Localisation des propriétés fondée sur les identifiants des adresses, habituellement le nom de la rue, le numéro de la maison et le code postal.
[Not available in French]
An address is an identification of the fixed location of a property. The full address is a hierarchy consisting of components such as geographic names, with an increasing level of detail, e.g.: town, then street name, then house number or name. It may also include a post code or other postal descriptors. The address may include a path of access but this depends on the function of the address.
Addresses serve several purposes, these include the four uses described in the Dutch Address Registration catalogue:
(i) location (e.g. for visits or the delivery of mail),
(ii) identification (e.g. in context of a building registration),
(iii) jurisdiction (e.g. authority responsible for the property identified by the address),
(iv) sorting and ordering (VROM 2006). There may be other uses identified in the INSPIRE user requirements survey, for example, to aid emergency response.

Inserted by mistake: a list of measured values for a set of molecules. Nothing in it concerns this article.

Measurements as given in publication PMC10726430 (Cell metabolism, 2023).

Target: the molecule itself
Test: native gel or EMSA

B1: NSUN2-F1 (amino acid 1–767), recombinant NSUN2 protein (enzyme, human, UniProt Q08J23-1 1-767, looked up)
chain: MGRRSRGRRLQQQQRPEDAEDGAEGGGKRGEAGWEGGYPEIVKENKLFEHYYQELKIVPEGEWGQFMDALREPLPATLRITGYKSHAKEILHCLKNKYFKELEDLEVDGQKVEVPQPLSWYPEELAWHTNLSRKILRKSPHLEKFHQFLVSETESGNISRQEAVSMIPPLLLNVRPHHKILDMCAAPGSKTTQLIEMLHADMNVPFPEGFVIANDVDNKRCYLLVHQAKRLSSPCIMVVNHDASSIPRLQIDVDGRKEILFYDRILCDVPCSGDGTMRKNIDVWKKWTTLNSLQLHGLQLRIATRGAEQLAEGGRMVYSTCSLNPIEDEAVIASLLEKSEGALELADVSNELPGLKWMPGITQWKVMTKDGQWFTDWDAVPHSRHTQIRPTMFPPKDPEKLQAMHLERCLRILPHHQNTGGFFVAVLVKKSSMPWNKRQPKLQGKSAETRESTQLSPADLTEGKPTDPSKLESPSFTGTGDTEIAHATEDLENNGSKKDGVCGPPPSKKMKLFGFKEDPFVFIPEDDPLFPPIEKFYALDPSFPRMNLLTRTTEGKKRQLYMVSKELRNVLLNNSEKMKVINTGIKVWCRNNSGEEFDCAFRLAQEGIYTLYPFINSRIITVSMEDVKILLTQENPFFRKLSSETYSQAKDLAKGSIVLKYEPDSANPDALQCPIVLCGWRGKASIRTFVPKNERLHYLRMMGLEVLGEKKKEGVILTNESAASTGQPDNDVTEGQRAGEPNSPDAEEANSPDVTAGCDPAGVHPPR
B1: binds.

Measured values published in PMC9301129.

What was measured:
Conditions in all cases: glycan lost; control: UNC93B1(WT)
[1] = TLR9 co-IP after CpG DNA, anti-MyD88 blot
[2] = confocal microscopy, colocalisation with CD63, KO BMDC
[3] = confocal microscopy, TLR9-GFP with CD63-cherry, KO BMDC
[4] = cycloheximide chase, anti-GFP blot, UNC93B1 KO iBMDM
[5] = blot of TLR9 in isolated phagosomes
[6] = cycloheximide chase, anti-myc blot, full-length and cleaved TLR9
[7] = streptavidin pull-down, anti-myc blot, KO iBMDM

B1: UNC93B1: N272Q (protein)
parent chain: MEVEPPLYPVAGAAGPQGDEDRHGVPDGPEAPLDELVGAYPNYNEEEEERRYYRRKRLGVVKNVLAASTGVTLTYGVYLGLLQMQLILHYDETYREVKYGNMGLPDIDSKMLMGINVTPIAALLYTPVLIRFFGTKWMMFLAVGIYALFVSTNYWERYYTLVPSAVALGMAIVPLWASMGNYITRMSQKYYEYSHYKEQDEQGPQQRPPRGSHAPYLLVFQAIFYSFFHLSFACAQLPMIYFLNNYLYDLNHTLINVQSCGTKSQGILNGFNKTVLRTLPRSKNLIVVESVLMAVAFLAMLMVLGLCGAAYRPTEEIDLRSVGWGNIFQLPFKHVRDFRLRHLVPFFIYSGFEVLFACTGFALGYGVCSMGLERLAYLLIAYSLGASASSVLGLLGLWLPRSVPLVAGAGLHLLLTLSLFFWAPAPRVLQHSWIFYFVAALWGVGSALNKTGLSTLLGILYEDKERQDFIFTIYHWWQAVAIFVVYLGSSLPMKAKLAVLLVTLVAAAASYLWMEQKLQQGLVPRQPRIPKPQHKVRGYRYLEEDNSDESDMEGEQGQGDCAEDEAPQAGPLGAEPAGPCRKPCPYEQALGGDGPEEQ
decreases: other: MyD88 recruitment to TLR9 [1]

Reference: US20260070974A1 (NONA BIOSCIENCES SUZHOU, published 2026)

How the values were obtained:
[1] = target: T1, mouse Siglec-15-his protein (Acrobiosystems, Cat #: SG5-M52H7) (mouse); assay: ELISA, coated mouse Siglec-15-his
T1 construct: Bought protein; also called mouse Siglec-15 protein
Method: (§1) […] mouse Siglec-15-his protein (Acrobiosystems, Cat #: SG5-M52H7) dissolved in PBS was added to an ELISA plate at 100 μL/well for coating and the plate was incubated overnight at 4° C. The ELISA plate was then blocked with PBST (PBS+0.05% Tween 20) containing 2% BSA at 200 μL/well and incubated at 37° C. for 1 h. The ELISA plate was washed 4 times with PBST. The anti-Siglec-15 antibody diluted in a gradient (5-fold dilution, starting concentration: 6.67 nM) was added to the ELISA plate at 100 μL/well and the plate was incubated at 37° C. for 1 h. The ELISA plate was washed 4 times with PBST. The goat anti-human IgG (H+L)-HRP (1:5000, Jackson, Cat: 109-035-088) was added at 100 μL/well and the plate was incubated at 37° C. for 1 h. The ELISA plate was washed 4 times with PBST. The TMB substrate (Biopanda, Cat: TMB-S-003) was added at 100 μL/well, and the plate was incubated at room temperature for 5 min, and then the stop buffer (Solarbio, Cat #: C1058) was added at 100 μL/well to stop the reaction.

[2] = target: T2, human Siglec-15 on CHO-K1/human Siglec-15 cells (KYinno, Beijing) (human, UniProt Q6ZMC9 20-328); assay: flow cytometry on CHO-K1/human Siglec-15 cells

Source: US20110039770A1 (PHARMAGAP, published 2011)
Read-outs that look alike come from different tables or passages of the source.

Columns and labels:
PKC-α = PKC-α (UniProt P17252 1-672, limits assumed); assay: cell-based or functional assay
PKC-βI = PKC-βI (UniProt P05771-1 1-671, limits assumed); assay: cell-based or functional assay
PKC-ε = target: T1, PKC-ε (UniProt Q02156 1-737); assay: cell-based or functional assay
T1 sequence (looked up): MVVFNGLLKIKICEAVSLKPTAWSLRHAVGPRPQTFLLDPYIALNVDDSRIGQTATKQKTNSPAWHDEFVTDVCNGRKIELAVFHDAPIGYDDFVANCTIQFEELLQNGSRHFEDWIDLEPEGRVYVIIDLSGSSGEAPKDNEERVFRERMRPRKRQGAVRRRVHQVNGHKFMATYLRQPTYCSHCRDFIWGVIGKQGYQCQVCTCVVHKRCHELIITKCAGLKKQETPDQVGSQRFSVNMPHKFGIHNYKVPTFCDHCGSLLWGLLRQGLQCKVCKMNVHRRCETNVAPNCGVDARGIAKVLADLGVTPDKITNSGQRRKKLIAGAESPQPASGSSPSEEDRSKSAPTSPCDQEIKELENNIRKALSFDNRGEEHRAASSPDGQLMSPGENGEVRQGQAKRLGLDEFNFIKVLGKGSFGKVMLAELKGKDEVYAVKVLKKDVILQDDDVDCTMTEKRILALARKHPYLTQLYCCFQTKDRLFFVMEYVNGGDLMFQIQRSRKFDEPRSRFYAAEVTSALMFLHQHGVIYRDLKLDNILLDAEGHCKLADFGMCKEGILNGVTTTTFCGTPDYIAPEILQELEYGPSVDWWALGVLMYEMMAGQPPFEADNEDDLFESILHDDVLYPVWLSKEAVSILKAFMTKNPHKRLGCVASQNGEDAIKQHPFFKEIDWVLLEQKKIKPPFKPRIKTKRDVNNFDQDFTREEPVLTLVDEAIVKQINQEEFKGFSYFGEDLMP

A number of different object types can be related to property. The most commonly recognised types that have addresses are land parcels and buildings (including flats or apartments). However, other object types, such as water pumping stations, and agricultural buildings, are also types of property. Although they do not receive post they may need to have an address for other functions. This is true in both rural and urban areas. Some other property types that might have addresses include a sports ground, a foothold or a mooring place. Collectively, objects which can have addresses are referred to as addressable objects.
The location of an address is most often defined so that it characterises the location of the related addressable object.
Although all national or local address systems share similar concepts and general properties, differences exist in formal and informal standards, rules, schemas and data models within Europe. Differences also exist in the extent of the address system, for example, it may be simplified in rural areas. (From revised D2.3)